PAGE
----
The Same in Every Language: Connecting Children with Books

April 24, 2013

by Theresa Carl

One recent February morning while driving to the office, I heard a story on NPR that stopped me in my tracks. The piece was the inspiring tale of Saeed Malik and the Bright Star Mobile Library, a small project in Islamabad, Pakistan, that delivers books to children at public schools in the city. Mr. Malik spoke of the woeful encounters he’d had with very young children living in a country ravaged by war. He believed that putting books in the hands of the youngest Pakistani readers would be the surest way to effectively combat violence and ignorance. When he discovered that the vast majority of Islamabad’s public schools were without a basic library, he resolved to take the library to the schools – in neon splashed vans donated to Bright Star by the U.N. World Food Program, vans that had previously served as ambulances in Afghanistan. The Bright Star Mobile Library currently reaches more than 2,500 children at Islamabad public schools, and it expects to double that number within a few months.

While listening to this tale of one brave man’s mission half a world away, I reflected on how fortunate I am to live in a country that values education and access to educational resources. How different would my own life and that of my child have been in a society without a regard for books?

As president of the Governor’s Books from Birth Foundation, I am fortunate to work with people who, like Mr. Malik, find hope and inspiration in the joy children get from reading books. As portals to the imagination, books help preschool children gain critical developmental skills from birth. New studies continually attest to just how important it is for parents to read with their children from birth. In January, for example, one notable team of researchers concluded that sustained and interactive reading can increase a child’s IQ by up to six points.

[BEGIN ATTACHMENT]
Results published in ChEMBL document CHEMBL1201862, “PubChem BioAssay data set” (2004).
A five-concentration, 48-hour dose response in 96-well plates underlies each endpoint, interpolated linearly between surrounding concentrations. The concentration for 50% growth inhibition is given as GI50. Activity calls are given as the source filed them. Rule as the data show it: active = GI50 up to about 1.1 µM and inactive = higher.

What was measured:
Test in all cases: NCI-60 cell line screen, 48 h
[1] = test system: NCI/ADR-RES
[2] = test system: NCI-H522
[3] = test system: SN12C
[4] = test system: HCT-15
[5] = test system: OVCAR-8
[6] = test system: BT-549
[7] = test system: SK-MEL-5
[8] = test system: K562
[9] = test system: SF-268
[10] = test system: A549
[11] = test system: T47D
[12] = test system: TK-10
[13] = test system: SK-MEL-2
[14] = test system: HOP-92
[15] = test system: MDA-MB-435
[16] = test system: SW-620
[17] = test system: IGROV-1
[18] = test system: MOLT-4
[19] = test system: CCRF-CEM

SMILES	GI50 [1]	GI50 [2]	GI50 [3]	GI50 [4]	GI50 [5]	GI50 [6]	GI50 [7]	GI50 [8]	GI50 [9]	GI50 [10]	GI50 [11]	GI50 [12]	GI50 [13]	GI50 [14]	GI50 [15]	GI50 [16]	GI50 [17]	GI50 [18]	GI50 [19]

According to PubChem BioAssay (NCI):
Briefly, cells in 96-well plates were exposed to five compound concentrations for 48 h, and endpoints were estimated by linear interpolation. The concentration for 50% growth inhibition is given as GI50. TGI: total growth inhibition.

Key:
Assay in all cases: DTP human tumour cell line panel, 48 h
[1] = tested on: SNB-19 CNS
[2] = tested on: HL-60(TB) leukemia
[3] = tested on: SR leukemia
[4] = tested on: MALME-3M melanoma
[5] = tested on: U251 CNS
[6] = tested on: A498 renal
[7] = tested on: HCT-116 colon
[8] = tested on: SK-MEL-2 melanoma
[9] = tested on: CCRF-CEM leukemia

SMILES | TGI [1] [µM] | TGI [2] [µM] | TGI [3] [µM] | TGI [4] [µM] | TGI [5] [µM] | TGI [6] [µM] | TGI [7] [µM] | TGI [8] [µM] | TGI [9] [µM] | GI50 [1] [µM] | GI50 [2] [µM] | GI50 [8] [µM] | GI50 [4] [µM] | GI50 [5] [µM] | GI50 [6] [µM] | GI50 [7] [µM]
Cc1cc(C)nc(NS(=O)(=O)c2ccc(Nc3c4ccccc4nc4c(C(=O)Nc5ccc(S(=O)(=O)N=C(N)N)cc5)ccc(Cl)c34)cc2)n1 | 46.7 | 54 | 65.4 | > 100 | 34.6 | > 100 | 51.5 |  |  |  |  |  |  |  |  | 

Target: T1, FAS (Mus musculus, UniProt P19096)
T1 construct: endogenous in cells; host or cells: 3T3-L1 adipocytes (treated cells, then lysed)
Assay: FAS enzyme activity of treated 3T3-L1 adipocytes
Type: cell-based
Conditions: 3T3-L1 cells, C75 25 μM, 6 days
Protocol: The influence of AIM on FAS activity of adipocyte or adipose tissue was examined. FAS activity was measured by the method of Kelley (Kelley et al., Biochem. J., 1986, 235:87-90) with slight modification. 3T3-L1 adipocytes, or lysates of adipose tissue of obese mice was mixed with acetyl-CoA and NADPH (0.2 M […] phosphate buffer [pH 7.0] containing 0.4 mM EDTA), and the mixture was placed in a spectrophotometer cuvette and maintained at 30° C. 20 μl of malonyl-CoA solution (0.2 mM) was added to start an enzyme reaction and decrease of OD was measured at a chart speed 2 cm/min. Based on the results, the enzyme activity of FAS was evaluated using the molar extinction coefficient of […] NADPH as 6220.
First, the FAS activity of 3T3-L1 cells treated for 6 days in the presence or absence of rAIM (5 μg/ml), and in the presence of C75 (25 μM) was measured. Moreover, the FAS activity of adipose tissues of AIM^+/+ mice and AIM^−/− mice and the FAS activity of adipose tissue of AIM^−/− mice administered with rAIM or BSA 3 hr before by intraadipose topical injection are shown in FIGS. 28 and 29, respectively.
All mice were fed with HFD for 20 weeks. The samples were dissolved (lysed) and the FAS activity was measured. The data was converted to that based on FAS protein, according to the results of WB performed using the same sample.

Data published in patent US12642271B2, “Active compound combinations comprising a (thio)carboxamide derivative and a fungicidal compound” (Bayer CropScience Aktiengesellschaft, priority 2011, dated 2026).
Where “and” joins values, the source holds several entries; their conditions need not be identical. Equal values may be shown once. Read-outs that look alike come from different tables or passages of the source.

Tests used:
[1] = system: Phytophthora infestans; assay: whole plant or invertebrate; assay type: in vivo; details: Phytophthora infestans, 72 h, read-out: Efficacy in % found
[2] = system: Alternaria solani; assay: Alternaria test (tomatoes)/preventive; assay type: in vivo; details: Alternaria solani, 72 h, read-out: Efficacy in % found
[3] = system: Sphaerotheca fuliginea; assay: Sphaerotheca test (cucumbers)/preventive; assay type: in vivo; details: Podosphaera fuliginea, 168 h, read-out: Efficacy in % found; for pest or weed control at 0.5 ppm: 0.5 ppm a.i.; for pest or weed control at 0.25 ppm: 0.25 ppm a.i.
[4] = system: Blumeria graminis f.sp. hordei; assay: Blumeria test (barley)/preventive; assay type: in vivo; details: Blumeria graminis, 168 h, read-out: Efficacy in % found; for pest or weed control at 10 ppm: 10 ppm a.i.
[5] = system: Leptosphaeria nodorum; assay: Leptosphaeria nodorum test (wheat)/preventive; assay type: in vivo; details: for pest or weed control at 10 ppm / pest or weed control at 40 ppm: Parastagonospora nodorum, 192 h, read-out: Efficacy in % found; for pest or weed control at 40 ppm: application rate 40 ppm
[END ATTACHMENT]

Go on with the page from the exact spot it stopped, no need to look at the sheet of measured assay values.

Of course, all the statistics in the world won’t make a bit of difference if a child lacks access to books. In Tennessee – thanks to the support of countless donors, volunteers, partners, government officials, parents, and many others – all children between birth and age five are eligible to receive one new, age-appropriate book once a month from Dolly Parton’s Imagination Library. For anyone who has never witnessed a child’s electric and contagious enthusiasm while she stands at the mailbox awaiting her monthly book, I encourage you to do so! This program provides a library of up to 60 free books to all enrolled children – a sacred gift – at no cost to families and regardless of income. With Imagination Library affiliate programs in all 95 Tennessee counties, Tennessee is the only state with 100 percent participation.

The NPR story on the Bright Star Mobile Library was moving for many reasons. Chief among them, though, was the humbling contrast between the bleak circumstances described in the story and the optimism I have for all of Tennessee’s children. Join me in spreading the good news that our state believes in the value of giving our youngest citizens access to wonderful books. Help us find new children to enroll so that we continually grow and plant the seeds of learning with young minds, eager to receive them.

Theresa Carl is president of the Governor's Books from Birth Foundation.